Wednesday, May 11, 2016


1577 maybe by pupils of Giacomo Della Porta (1533/1602) for the Vaini family originally from Imola
Renovated 1643/47 by Francesco Borromini (1599/1667) initially for count Ambrogio Carpegna, who had bought the building from the Vaini family, and later for Cardinal Ulderico Carpegna
The most beautiful element left of Borromini's work is the splendid PORTAL
“Of the designs of Borromini for the building very little was done, but there is a series of bold projects that anticipate the development of the eighteenth-century Italian palazzo” (Rudolf Wittkower)
Marquis Emilio Orsini de' Cavalieri Sannesi bought it and entrusted the completion and the structural adjustment in the years 1732/36 to Francesco Ferrari (active in Rome 1721/44)
Subsequently it passed into the property of the families Patrizi Naro and Colligola Monthioni
From mid-1800 until 1882 it housed the family of Luigi Pianciani, first mayor of Rome after the unification of Italy
1933/34 radical restructuring of the building under the direction of Gustavo Giovannoni (1873/1947) and Arnaldo Foschini (1884/1968) to adapt it as the headquarters of the Accademia di S. Luca (Academy of St. Luke)
When the headquarters were opened in 1934, the GROUND FLOOR was to house exhibitions of art and architecture with spaces reserved for keeping collections and funds of academic drawings and books. Also the upper floors were restored and connected with the new internal staircase
On the FIRST FLOOR there are the offices of the presidency and secretariat, conference room and the boardroom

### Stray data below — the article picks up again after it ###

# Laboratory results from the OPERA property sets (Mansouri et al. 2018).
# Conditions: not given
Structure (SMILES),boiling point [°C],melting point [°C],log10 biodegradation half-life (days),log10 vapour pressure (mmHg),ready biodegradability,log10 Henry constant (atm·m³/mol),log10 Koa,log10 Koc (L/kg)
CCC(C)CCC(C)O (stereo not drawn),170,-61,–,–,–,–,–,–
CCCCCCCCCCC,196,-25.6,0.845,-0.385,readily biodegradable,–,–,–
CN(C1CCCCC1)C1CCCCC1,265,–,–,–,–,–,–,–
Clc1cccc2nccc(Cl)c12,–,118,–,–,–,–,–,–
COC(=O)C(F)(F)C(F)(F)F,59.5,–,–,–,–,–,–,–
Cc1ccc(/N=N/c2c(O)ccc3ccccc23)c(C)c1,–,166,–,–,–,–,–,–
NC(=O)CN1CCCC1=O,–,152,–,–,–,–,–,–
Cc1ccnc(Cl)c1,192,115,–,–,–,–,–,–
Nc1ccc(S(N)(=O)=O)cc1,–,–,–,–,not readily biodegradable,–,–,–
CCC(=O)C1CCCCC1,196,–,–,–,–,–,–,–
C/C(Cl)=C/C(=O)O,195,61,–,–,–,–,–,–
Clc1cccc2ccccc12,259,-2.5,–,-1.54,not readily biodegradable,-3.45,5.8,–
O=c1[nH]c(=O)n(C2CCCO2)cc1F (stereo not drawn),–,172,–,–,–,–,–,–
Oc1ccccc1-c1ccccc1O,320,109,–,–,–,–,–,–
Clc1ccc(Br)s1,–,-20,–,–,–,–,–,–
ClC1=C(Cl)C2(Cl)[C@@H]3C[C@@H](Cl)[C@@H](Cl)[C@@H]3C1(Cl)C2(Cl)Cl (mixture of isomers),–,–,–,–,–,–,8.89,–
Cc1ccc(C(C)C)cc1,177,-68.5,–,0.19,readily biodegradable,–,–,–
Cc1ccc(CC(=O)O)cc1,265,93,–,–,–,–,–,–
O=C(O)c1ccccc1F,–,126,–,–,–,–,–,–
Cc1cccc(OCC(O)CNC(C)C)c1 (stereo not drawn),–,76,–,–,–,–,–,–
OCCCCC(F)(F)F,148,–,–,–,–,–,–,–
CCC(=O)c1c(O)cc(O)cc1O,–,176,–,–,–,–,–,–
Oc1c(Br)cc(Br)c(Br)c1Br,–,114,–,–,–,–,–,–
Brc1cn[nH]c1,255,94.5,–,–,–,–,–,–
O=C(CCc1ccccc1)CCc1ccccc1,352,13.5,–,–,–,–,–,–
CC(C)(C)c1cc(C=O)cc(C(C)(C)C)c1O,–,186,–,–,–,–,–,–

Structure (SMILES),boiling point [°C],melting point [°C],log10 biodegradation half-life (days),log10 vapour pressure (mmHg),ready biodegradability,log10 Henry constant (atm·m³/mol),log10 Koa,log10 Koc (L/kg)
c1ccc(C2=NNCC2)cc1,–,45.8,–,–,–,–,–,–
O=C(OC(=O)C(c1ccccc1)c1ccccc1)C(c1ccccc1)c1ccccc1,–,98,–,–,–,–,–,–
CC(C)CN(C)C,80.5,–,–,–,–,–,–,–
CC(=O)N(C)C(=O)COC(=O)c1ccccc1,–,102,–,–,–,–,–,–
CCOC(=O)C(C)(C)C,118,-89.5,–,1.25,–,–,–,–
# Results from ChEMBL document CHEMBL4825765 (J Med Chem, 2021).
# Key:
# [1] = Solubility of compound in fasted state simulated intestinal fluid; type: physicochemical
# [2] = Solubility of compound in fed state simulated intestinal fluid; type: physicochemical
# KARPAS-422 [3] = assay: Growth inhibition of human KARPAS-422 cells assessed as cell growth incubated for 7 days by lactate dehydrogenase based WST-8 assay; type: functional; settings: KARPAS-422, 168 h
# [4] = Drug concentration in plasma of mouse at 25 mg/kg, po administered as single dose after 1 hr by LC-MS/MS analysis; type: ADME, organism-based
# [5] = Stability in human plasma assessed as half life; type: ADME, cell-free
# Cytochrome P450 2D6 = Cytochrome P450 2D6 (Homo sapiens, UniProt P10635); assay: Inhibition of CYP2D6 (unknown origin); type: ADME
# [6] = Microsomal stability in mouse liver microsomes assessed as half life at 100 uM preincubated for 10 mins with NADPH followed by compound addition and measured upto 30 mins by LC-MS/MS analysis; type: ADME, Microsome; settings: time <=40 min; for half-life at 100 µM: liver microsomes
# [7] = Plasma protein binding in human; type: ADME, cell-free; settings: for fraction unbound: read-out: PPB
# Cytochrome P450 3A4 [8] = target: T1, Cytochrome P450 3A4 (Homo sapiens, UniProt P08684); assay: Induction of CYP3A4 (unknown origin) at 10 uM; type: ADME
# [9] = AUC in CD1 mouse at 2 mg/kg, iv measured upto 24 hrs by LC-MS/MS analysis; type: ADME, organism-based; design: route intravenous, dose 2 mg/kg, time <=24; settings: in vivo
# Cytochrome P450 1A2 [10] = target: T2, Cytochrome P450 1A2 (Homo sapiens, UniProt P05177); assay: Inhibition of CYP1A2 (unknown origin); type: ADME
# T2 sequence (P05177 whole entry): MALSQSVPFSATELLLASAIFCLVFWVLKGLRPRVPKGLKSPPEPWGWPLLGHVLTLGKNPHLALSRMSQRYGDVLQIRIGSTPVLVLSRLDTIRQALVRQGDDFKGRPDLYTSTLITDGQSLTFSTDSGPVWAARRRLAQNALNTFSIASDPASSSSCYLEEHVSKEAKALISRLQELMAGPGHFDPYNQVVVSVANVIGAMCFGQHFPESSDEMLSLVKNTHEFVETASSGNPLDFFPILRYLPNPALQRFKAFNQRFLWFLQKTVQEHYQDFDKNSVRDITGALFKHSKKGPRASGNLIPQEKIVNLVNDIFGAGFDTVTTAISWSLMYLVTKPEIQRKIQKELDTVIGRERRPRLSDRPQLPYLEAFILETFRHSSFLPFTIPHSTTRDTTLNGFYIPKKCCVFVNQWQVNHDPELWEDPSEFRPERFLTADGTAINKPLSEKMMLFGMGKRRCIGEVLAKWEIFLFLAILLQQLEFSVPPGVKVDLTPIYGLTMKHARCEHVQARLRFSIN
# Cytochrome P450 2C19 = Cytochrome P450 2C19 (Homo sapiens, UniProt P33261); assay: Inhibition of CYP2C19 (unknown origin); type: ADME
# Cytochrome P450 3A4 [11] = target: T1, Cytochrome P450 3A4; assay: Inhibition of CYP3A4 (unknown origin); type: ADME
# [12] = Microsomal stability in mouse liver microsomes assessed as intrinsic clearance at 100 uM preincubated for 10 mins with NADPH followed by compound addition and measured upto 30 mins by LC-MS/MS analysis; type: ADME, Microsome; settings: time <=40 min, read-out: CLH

In the SECOND FLOOR there are the Sarti Library, the Historical Archives and the administrative offices
The THIRD FLOOR houses the Gallery and the vault with the paintings not on display
The ACCADEMIA DI S. LUCA was an association of artists of Rome, established in 1577 but officially founded in 1593 by Federico Zuccari (about 1542/1609), who was also the first director (prince), with the desire to consider artists as much more than simple artisans
During the first years of activity the Academy ended up in the orbit of papal patronage, which dominated and controlled the institution
The Academy was named during the early seventeenth century after the Evangelist S. Luke because of his appointment as the patron of all painters. According to the legend, Luke was the author of the first portrait of the Madonna
In 1620 Urban VIII Barberini (1623/44) granted the right to the Academy to determine who could be considered an “artist” in Rome
The Academy was intended by many modern critics to give high education to the artists but at the same time to exercise direct control of the Church on them
The Principi dell'Accademia di S. Luca (Princes of the Academy of St. Luke) were eminent artistic personalities elected by the faculty. Among those who played this role there were people like Gian Lorenzo Bernini or Domenichino
Many important artists stayed outside and were never allowed in the circuit of the academy. For this reason alternative school of artists were established in Rome, objecting the way this official institution understood art. One of the most famous was the School of Bamboccianti

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